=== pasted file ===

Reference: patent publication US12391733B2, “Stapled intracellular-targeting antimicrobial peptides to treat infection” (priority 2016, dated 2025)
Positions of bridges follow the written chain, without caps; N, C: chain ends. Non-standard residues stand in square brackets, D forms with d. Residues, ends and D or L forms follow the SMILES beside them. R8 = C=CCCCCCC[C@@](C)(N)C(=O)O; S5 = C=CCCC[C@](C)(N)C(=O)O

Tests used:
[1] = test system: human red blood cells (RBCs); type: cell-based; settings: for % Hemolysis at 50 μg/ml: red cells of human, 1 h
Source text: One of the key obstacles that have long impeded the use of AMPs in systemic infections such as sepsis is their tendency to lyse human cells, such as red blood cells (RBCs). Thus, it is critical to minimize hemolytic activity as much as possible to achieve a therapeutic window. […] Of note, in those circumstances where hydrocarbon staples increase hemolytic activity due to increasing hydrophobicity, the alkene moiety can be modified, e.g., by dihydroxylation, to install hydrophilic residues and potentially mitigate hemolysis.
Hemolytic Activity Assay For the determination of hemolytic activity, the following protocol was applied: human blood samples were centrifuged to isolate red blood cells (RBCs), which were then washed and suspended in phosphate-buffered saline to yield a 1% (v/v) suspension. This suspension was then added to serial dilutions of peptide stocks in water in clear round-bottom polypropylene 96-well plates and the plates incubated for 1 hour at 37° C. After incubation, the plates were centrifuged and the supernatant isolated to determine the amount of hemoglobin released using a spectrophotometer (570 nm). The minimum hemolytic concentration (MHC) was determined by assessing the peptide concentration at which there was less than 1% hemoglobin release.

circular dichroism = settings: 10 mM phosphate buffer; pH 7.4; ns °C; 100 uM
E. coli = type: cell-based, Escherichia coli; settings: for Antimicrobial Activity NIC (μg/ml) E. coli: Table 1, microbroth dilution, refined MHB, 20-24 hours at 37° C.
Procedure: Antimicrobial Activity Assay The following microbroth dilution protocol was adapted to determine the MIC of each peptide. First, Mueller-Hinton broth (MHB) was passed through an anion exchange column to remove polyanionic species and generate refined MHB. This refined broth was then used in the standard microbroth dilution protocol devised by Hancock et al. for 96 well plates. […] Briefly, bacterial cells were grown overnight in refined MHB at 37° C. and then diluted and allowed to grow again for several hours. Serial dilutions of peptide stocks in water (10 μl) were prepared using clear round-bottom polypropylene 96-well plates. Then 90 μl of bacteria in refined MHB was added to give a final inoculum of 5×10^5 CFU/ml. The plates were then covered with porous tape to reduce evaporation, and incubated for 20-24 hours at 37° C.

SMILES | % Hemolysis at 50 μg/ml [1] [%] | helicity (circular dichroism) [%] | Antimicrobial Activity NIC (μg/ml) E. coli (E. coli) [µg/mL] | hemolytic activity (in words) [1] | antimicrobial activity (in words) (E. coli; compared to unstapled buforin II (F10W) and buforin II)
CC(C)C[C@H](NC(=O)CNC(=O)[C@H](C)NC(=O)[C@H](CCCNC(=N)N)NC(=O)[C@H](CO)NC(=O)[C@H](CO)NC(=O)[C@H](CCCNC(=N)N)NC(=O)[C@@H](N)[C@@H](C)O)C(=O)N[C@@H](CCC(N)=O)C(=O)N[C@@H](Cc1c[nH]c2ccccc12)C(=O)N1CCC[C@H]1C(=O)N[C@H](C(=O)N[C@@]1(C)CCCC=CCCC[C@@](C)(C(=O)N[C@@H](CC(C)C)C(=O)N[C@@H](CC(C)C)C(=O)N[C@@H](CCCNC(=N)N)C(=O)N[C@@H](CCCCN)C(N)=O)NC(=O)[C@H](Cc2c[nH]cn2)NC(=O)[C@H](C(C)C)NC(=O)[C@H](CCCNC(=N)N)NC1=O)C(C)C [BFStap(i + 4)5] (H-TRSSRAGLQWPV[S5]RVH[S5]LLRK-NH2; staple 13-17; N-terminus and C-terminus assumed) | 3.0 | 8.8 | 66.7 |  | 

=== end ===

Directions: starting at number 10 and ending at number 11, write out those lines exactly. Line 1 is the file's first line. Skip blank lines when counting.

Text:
SMILES | % Hemolysis at 50 μg/ml [1] [%] | helicity (circular dichroism) [%] | Antimicrobial Activity NIC (μg/ml) E. coli (E. coli) [µg/mL] | hemolytic activity (in words) [1] | antimicrobial activity (in words) (E. coli; compared to unstapled buforin II (F10W) and buforin II)
CC(C)C[C@H](NC(=O)CNC(=O)[C@H](C)NC(=O)[C@H](CCCNC(=N)N)NC(=O)[C@H](CO)NC(=O)[C@H](CO)NC(=O)[C@H](CCCNC(=N)N)NC(=O)[C@@H](N)[C@@H](C)O)C(=O)N[C@@H](CCC(N)=O)C(=O)N[C@@H](Cc1c[nH]c2ccccc12)C(=O)N1CCC[C@H]1C(=O)N[C@H](C(=O)N[C@@]1(C)CCCC=CCCC[C@@](C)(C(=O)N[C@@H](CC(C)C)C(=O)N[C@@H](CC(C)C)C(=O)N[C@@H](CCCNC(=N)N)C(=O)N[C@@H](CCCCN)C(N)=O)NC(=O)[C@H](Cc2c[nH]cn2)NC(=O)[C@H](C(C)C)NC(=O)[C@H](CCCNC(=N)N)NC1=O)C(C)C [BFStap(i + 4)5] (H-TRSSRAGLQWPV[S5]RVH[S5]LLRK-NH2; staple 13-17; N-terminus and C-terminus assumed) | 3.0 | 8.8 | 66.7 |  | 